Monday night after the Chicago Auto Show: Clock-watching is not the sign of a good worker, usually. However, some people can fool you. Take Sandy Clark for example. She spends about six hours a day putting together a radio program and she peeks at her watch whenever things start to drag. Of course, timing is also part of her job. She has to be ready to go on the air in the late afternoon and for four hours, keeping people up on the time is another part of her job. Nancy Gallagher also glances at her watch whenever it gets close to the end of one of her class periods. All this held against these two, Sandy has been on the radio since high school and Nancy a pretty decent high school history teacher, even if she's not that far removed from her own school days. Sandy's on until 6 p.m, which means that it's getting dark this time of year. When she gets home from work, Tim Fenton is waiting. "Hi Tim," she says to the boy across the hall, sometimes peppering him with a sports trivia question. Tim just grins, waives, answers the question and goes into his mother's aparetment. "That's something I'll never be able to figure out," Sandy said to herself. "How that kid has so little to say." A faint FM radio was the only noise penetrating the room as Sandy walked in, finding a note from her roommate. "Gone to a meeting," it read. "Be back at 8:00. Your supper is in the oven and the fridge." I was a littel later than that when Nancy arrived. "Where were you?" Sandy asked. "At a meeting," Nancy perked. "You don't know how long-winded parents can be. It's cold out there tonight." Outside, a quiet figure stared into Sandy's picture window. Whoever it was, they first glanced into the Clark-Gallagher pictuer window and then glanced into the Fenton's before turning and walking past the parking lot, giving the area complete surveillance. "How'd you like the Auto Show Saturday?" Sandy asked Nancy as the young teacher got ready for bed. "I thought it was okay," Nancy replied. "Thanks for the tickets." "You're welcome. Hey Nance." "Yeah?" "What was with Tim?" "Why?" "When we were coming back Sturday night, he was acting really nervous." "Well Sandy, how'd you feel if you rode home from the Chicago Auto Show with your history teacher?" "I'd be embarassed," Sandy laughed. Tuesday: March in Northern Illinois can be cold at times and on this day, Nancy was kicking around the kitchen trying to stay warm and cook breakfast at the same time. It was 7:30 a.m. when she stumbled across the hall to the Fentons' door. "Hi Aunt Alice," Nancy said when Mrs. Fenton answered the door. "Is Tim ready for school?" "Just a minute," Mrs. Fenton said. "Tim! Your ride's here!" "Wha-a-t?" Tim said sheepishly. On seeing his first cousin and history teacher standing in the doorway, Tim shrugged, rolled his eyes and got his coat and books. "We'll see you tonight," Mrs. Fenton chimed. The commotion across the hall did little to disturb Sandy's sleep until the clock radio hit 8 a.m. "Buzzz! This is WFXD News!" "Okay Chandler, I'm coming," Sandy mumbled to the voice on the radio, recognizing it as one of her co-workers at the 5,000-watt local radio station. She could also hear Tim complain about the weather outside and thinking that Nancy was aksing for trouble by ferrying Tim to school every morning. After Tim got away from Nancy upon their arrival at Foxwood High School, two of Tim's, ahem, classmates were waiting for him. "Know where Fenton lives?" the dark-haired one asked. "Where?" "Those apartments over off Mulberry." "Figures" the light-ahired one said. "I saw him at the Auto Show Saturday, with Gallagher and some other chick." They were waiting when Tim got to his locker. "Hey Fenton! Where were you Saturday night?" the dark-hairded one asaked seeringly. "None of your business, Baker." "How'd everything go Friday night?" the light-hiared one aksed with a smirk in his voice. "Fine until your bunch shwoed up." "Hey Tim," Baker aid. "We just wanted you to have a little fun." Tim glared at the two, slammed his locker shut and stormed down the hall. Like some other members of the cool crowd at Foxwood, Baker and Vernon like d to give Tim a hard time, something which had been going on for most of Tim's school days. WFXD studios, Tuesay morning: "This pool is stuffed!" the young announcer exclaimed, slapping his forehead. "What's that?" Sandy asked. "Oh this state tournament pool," Randy Ferguson snorted. "Everybody's picked Chicago Christian." "Well, it's a long time between now and the state finals," Sandy grinned and went to her desk. Moments later, she burst away from her desk crying while casting an anonymous letter aside. "What's your problem?" Randy asked as she bblew by him. "Now what did I do?" Nancy moved quickly down the hallway, grinning when she caught Tim talking to the girl he had gone out with Friday night. "Maybe it wasn't such a fiasco after all," she thought to herself, only to see the situaion deteriorate, thanks to Baker and Vernon. "What's going on here?" she asked firmly. "Nothing Mrss Gallagher," Baker innocnetly said. "I was just trying to apologize to Abby when these guys started hassling me," Tim said. "Aw, Miss Gallagher, he's nuts," Vernon said. "We just wanted to know what he does on Saturday nights." "And why is that your business Scott?" "Just curious." Baker and Vernon started to back away as Nancy gave both a dirty look. She then turned sadly to Tim. "I'm sory." "There's nothing to be sorry about," Nancy said. "In a way, those guys deserve it. Now hurry up, you'll be late for home room." Tim was waiting as Nancy came back from her graduate class that evening. "Hi," she said quietly. "Now do you see why I feell the way I do towards that place?" "I've seen it all year Tim," Nancy replied with a sigh as she unlocked her apartment door. "You want to talk about it? Come one in, I won't bite." Tim faked a look at his watch and loked out the picture window. "That's okay," he stuttered. "Terry Vernon saw me with you and Sandy Saturday at the Auto Show!" Tim bolted out of the apartment across the hall. "So?" Nancy said, stopping Tim before he entered his own apartment. A car pulled into the driveway, making Tim jumpy. "Thanks for taking me to the Auto Show. I gotta do my homework!" Nancy looked out the window. Tim had been frightened by a Meals on Wheels driver. Nancy walked back into her apartment and found a distraught Sandy sitting at the kitchen table. "Have you been crying?" she aksed. "Yes, why?" "What's wrong?" "This," Sandy thrust the letter at Nancy. "I left Randy Ferguson wondering what was going on this afternoon." "Oooh," Nancy said. "That's nothing. At lunch this afternoon, Tim was trying to patch things up with his blind date from Friday night when..." Nancy was cut off by the ringing of the phone. "Hello?" "Clark and Gallagher's?" "Hi Terry." The caller quickly hung up. "Who was it?" Nancy asked. "Some kids from school trying to show how cute they aren't," Nancy said with more than a little exasperation. Nancy slumped down in a chair and tugged on her pants, pulling her socks closer to her knees. "You know some of the kids razz Tim about you," she told Sandy. "Me?" "You or his English teacher." "Why? Tim's more like a kid brother to me." "Well, we all know that, but that's just how teenagers are. He hangs around here all the time and we seem to be the only ones he thinks he can pour his heart out to." Sandy dried her tears. "I wrote in my diary once about how Tim gets so depressed and when he does that, he becomes so bitter," she said. "He knows that's wrong and I hope it all works out for him. We all just have to keep praying that it does." The two roommates sat up that evening a little longer, not wanting to fall asleep although both knew they had to. "Hety Sandy," Nancy asked about midnight. "Yes?" "Would you put that instrumental album on?" "The insturmental?" "Yearh, the one with all the musak on it." "Okay." Nancy filled the request and started off to her room. She heard a voice quietly singing along with the J.C. Penney elevator version of "Leaving on a Jet Plane" It was Nancy's. If they only knew that things had worsened outside and that someone had planted a note addressed to "Miss Gallahgher" in their mailbox. Foxwood, like many ohter good-sized towns, has its early-to-bed people, its night people and everyone in between. Sometimes, all kinds of people can't get to sleep, no matter how hard they try. This was one of those nights for Tim. He stumbled into his room for about the third time, trying to sleep. He looked at his clock radio for the time. "One a.m. Wonder what I can pick up now?" He thought to himself. On went the radio, going down low enough so only Tim could hear it. He rolled around for a while, trying to get to sleep. "Tim?" his mother called from another room. "Yes." "Are you all right?" "Yes." There were times when Tim could get along with his mother. This time, he didn;t even want to try.It was a long night that showed up the next morning. Wednesday morning: "Are you going to bed or are you sleeping in here?" Tim's mother asked. "Huh?" "Tim, it's a quarter to eight!" "Okay, see you tonight mom!" Tim rushed out the dor, nearly knokcing Sandy down. "Wher are you going?" she asked. "School!" Tim replied. "I'm late for school." "Well it's too cold to walk. I'll take you." Tim reluctantly took Sandy up on her offer and quietly walked to her sleek green Cougar. "Are you nervous?" "You're prettier than Nancy." Sandy peppered Tim with questions throughout the brief ride to Foxwood High and let him out at the side door. Baker and Vernon were waiting as Tim stumbled half-asleep to his locker. "Looks like you were out pretty late last night Fenton," Baker sneered. "I couldn't get to sleep lat night." "Sure Tim, sure Tim," Venon chuckled. "What was her name?" Tim just slammed his locker shut and walked away. "Come on Tim," Baker howled. "Who was the girl in the green Cougar?" Tim stopped in his tracks. He didn't turn aruond to look at Baker and Vernon, he just glared. End of Part One.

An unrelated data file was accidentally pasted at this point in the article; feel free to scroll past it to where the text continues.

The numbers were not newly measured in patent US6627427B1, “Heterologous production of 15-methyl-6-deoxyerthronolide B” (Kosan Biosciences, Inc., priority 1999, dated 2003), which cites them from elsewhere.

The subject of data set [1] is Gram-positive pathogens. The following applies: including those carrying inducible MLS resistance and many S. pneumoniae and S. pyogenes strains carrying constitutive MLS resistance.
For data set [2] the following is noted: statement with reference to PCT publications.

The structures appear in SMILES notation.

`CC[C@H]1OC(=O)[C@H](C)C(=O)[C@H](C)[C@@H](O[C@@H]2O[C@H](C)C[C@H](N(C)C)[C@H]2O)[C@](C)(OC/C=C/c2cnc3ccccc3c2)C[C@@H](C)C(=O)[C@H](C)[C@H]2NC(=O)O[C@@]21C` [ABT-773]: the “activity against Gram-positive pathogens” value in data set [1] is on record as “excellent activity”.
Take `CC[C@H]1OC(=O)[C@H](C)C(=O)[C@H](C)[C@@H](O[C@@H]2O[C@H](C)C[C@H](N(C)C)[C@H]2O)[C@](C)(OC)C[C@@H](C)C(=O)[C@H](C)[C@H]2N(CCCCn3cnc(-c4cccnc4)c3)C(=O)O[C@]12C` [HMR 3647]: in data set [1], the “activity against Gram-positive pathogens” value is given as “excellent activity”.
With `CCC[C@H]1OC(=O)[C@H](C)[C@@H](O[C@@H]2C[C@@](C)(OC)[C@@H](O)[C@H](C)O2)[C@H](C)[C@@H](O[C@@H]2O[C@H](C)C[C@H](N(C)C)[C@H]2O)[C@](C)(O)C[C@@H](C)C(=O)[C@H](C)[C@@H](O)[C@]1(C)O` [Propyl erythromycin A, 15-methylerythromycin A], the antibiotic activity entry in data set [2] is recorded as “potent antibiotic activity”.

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Reviewed by Tinka Boukes 2/21/2007
Enjoyed the read Steve....maybe you could go over it one more time and so a little "spell checking"...your fingers sometime did what mine does all the off to read part two now!!

Love Tinka
Reviewed by Karen Lynn Vidra, The Texas Tornado 1/25/2007
Excellent story!